Finding a job and a place to live in a foreign country requires a well-rounded repertoire of resources. This may include the prospects you turned up in your research before you left home, as well as any opportunities you may have discovered once you arrive. The best resources are personal contacts and references, local newspapers, local residents, and especially the internet. But having the information is not enough; what counts is how fully you exhaust and utilize those resources. Therefore, it is essential that you do your homework, keep very thorough and organized notes, follow up on every lead, and don’t overlook any possibility. 


The best way to thrive in a foreign destination is to develop a strong network of friends and acquaintances. Not only will they provide you with companionship, but also with information on the city and the culture, valuable survival tips, and emotional support through difficult times. And the friendships you form on your travels will last you a lifetime. 


There’s nothing more reassuring than the comfort and support of a close-knit family. But once you’re traveling in the world, you’ll need to become more self-reliant. You’ll need to be able to make your own decisions without seeking the advice of your parents, siblings or friends. You must be capable of spending at least some time by yourself and even enjoying life, sometimes, on your own. Also, you’ll have to get used to taking care of life’s basic necessities on your own. 


Theoretically, the whole point of wanting to spend time abroad is to experience life from a different point of view and live a life that is different from the life you already know. So if we can assume that that is one of the goals, then you have to be ready to embrace the differences that you will certainly encounter. Some will be pleasing and some not so much but you must be willing to try new things. There will be different food, a different language, different ways of doing things, different pastimes and different ways of thinking. So jump in and explore what your new home has to offer and partake. In fact you should look forward to trying new things as opposed to seeking out the closest thing that resembles home.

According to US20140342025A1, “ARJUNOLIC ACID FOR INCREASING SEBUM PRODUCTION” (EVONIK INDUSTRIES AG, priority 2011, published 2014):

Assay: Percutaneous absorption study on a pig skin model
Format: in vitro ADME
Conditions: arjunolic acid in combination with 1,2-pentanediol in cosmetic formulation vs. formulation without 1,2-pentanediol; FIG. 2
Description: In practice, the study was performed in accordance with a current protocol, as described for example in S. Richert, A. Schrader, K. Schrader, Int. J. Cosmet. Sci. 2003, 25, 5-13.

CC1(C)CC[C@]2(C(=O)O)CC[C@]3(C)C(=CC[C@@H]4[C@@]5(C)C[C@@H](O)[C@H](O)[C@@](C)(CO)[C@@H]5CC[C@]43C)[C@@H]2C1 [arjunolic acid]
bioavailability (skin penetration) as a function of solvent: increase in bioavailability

A True Traveler

So this should seem obvious, but yes if you want to live abroad, you should actually enjoy the act of traveling and by that I mean the process. The process includes; planning the trip, actually heading to the target country and travelling around the destination country and its neighboring countries.

A Desire to Live Life to Its Fullest

Living abroad can be one of the most personally enlightening and enriching experiences that life has to offer. But to thrive in a new and unfamiliar culture, and to get the full benefit from the time you spend there, you must have a broad sense of perspective and an unconditional willingness to let go of your expectations and immerse yourself in the experience. Live the lifestyle, eat the food, and get to know the people, their history, their language and their culture. Make friends, make money, and yes, make mistakes. But whatever you do, make the most of it!